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Long animal shelter survives scrutiny
Organizers looking at land in Liberty
0612 MOMS rescue
Making of Miracle Stories animal-rescue center volunteer Bob DeVries promised the Long County Commission that he would make monthly reports on the organization's attempts to move from a residential area.

A Long County animal shelter that has drawn the ire of neighbors on Hugh Gordon Lane again survived scrutiny by the Long County Commission last week.
Making of Miracle Stories animal-rescue center volunteer Bob DeVries said the non profit opened the center 29 months ago in a joint effort with Carpathia Paws. It’s goal is to find homes for abandoned pets that would otherwise be euthanized. He said they have saved nearly 2,800 animals.
DeVries said the current location is temporary, and the group hopes to obtain 10 acres in Liberty County.
In an email to the Courier Tuesday, DeVries said the group is talking with Liberty County Administrator Joey Brown, Hinesville Mayor Jim Thomas and others as it seeks a permanent facility.
Despite the current center servicing Long and adjoining counties, he said they had been threatened with being shut down.  
The facility is in Commissioner Dwight Gordon’s district.
“I didn’t say that I would shut you down, but something has to be done,” Gordon said at last week’s meeting. “I think you’re doing a good job, but people are unhappy out there.”
The center has been under fire since November because of complaints about excessive barking.
Gordon asked when the center would move. DeVries said as soon as possible, but that it didn’t make sense to move to a temporary site.
No action was taken. DeVries said he would report monthly progress.
In other business, Sheriff Craig Nobles also asked commissioners to consider two new purchases that he felt would benefit the county.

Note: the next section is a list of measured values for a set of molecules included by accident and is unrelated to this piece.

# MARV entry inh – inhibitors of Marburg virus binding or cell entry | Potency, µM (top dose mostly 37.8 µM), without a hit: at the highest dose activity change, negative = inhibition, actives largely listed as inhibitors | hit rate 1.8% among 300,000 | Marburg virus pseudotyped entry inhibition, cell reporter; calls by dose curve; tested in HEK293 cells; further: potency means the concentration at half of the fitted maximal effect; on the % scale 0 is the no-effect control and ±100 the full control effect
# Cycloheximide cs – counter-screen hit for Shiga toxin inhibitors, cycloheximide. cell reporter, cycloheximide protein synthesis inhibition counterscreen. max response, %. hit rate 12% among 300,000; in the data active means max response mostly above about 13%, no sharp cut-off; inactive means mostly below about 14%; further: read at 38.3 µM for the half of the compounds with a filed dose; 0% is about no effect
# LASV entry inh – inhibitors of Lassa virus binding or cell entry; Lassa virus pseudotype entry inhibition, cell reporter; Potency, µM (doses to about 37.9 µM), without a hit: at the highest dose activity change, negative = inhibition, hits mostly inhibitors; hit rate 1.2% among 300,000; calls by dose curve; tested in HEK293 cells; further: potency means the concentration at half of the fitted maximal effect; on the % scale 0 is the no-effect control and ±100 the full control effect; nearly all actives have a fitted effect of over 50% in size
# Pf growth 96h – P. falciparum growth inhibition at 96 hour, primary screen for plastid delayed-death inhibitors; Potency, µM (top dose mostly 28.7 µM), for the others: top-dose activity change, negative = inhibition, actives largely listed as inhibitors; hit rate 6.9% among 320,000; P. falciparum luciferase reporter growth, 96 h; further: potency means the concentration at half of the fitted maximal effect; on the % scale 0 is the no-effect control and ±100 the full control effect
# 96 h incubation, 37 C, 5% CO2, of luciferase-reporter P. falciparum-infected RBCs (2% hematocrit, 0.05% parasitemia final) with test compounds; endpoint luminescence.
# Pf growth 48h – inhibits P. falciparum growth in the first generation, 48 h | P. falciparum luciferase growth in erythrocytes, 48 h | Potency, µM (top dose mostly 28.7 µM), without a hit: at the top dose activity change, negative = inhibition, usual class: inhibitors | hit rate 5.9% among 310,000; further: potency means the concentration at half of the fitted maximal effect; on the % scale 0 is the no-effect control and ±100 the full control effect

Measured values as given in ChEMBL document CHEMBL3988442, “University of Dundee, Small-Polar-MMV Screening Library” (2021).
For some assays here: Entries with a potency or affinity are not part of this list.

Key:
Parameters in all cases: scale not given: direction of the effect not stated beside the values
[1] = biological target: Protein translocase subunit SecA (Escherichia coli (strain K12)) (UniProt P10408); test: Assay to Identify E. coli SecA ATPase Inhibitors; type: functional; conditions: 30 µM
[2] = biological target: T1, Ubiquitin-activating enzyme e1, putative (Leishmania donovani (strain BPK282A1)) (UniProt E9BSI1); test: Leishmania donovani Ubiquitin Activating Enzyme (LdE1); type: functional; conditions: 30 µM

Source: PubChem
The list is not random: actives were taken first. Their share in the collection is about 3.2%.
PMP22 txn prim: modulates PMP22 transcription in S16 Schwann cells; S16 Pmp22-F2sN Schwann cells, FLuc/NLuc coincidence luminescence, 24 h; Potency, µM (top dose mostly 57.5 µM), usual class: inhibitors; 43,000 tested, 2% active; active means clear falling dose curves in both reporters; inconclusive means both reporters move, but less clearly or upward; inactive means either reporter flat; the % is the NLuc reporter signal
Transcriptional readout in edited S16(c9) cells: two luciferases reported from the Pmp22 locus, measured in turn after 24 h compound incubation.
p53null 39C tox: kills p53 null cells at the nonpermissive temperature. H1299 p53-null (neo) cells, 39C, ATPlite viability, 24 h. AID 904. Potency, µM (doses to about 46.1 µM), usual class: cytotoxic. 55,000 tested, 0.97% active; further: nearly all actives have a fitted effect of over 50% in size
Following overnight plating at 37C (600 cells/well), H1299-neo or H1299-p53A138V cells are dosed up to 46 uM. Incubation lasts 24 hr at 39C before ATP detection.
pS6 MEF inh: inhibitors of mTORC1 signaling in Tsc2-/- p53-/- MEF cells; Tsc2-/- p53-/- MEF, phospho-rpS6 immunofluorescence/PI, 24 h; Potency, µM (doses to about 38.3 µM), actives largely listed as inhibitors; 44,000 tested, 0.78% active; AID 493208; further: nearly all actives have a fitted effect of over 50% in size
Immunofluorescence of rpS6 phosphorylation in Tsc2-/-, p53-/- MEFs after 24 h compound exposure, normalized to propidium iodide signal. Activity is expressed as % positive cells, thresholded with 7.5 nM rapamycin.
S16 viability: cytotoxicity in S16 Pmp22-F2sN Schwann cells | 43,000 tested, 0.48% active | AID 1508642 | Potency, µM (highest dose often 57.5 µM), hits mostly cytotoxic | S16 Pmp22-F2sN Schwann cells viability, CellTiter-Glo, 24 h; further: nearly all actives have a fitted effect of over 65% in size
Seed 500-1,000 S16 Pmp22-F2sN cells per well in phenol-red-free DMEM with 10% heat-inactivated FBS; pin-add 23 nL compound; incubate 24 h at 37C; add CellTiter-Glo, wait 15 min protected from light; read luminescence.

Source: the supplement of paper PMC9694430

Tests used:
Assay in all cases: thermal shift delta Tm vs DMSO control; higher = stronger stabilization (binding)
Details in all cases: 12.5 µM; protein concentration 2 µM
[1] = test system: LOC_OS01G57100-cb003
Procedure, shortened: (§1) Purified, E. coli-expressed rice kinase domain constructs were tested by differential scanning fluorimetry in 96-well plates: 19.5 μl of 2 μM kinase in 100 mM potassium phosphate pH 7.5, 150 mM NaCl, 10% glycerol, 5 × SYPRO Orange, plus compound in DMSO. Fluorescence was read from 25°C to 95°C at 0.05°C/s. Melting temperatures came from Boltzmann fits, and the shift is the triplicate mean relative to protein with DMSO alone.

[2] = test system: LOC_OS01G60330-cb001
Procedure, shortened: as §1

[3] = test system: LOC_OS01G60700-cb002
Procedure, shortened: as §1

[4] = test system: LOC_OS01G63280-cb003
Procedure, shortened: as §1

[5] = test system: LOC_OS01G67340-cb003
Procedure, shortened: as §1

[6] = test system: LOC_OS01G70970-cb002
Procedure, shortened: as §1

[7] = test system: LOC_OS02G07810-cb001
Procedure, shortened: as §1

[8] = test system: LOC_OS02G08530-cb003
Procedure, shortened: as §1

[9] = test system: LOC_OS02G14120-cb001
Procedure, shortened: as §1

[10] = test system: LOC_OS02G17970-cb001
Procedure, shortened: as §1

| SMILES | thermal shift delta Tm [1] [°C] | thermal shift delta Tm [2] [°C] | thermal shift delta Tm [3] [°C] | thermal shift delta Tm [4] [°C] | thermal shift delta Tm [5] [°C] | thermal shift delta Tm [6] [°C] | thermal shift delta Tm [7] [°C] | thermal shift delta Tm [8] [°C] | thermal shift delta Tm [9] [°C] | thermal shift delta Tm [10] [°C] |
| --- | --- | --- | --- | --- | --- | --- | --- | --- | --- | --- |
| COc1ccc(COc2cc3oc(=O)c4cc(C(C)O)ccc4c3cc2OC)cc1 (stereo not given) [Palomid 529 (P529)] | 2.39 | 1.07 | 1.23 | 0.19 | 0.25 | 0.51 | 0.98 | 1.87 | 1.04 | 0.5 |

The first is for a GPS tracking system for people who could easily get lost, such as Alzheimer’s patients. Nobles said the contract for the service is $3,800 and that once the county is online, patients likely to get lost can be tracked if they have corresponding bracelets.
Nobles said it normally takes about a half hour to find a lost person using the service. The cost for a lost person without the system is more than fee for the service, he added.
His second request was for a $25,400 license plate reader for a deputy’s cruisers.
The readers can tap into information about the owner, such as whether he has any outstanding warrants, tag and vehicle.
Nobles said one of his cruisers used a tag reader in a trial, and the vehicle generated $58,000 in tickets. Of that amount, $38,000 was designated for Long County.
Commission Chairman Robert Long said that they would consider both items.
Long County/Ludowici Fire Department Chief Richard Truman told commissioners he recently learned the Insurance Services Organization ratings for Long County were 5 in Ludowici and 9 in rural areas. According to earlier reports, both ratings were 5.
An ISO evaluation was completed in 2004. But authorities reportedly misunderstood the system, resulting in the incorrect information. Truman said he was trying to lower the rural rating to at least a 7 to help cut homeowners’ insurance rates.

In other business:
• Commissioner Gerald Blocker, who oversees the fire department, EMA office and sheriff’s department, said he is working on a storm plan for the county. It requires residents to place E-911 address markers at their homes or face fines.
• GEMA Director Darrell Ballance asked permission to request a grant for $60,000 with a 25-percent match to improve radio communications.
• Long County EMS Director Robyn Todd reported that her units responded to 107 calls in May.
• Commissioners OKed developer Bill Nutting continuing Phase 2C of the Crawford subdivision.
• Commissioners heard requests from Mel Gordon to create a historical society and approve the initial cleaning of the Ludowici Train Depot.

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